By Chris Dougherty
Chris Dougherty is a certified RV technician. Here is a letter he received from a reader while he was serving as RVtravel.com’s technical editor.
What is the best way to power all of the 12 volt accessories that I have? I do not want to overload the outlet on the dashboard of my Class A, but I do have a lot of “accessories”:
– Tire monitor
– Toad brake system monitor
– Radar detector (probably do not need this, not much speeding going on)
– Phone charger
You get the picture. I have one splitter that goes from one outlet to two, but I do not want to keep adding more and more. Should I add more 12v outlets? If so, is that hard to do? Any suggestions are greatly appreciated. —Dennis
Wow, you do have a lot of stuff on your dashboard! The good news is that most of the items you’ve mentioned are low amperage devices, and if you’re not blowing fuses, then you’re probably OK.
To determine this for sure, start with the circuit in the dashboard feeding the 12-volt DC receptacles and see what that circuit is rated for. Your coach manual should be of help here. Next is to determine the amp draw of each item you are plugging in and add them up. Most devices will have their power requirements printed right on the device, but each item’s manual should be of help here as well.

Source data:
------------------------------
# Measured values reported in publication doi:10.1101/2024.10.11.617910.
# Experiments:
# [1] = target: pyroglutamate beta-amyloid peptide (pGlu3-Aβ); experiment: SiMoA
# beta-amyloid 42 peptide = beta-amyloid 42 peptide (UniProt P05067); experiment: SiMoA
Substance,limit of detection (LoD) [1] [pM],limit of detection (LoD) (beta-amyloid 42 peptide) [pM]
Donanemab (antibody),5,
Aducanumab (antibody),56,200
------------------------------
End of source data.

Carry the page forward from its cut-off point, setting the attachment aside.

The weak link may be the splitter. Most of the ones I have seen are fused in the plug to prevent overloading, but I would double-check and see if the amp rating is listed on it.
Again, the idea is to make sure that each item in the chain from the source to the load isn’t being overloaded,
If wiring clutter is a concern, or if you do happen to be overloading the circuit, or close to it, then adding 12-volt DC receptacles may be a solution. Options for installing these vary widely, from tapping into an open space on the vehicle’s fuse panel and installing a new circuit that way, if the vehicle manufacturer has left a spot open for that purpose and approves it; or running a new, dedicated, protected circuit from the coach or chassis battery to the receptacles directly. In this case, it is essential that the proper circuit protection, wiring, connectors, receptacles, and wire protection (loom, grommets, etc.) are used.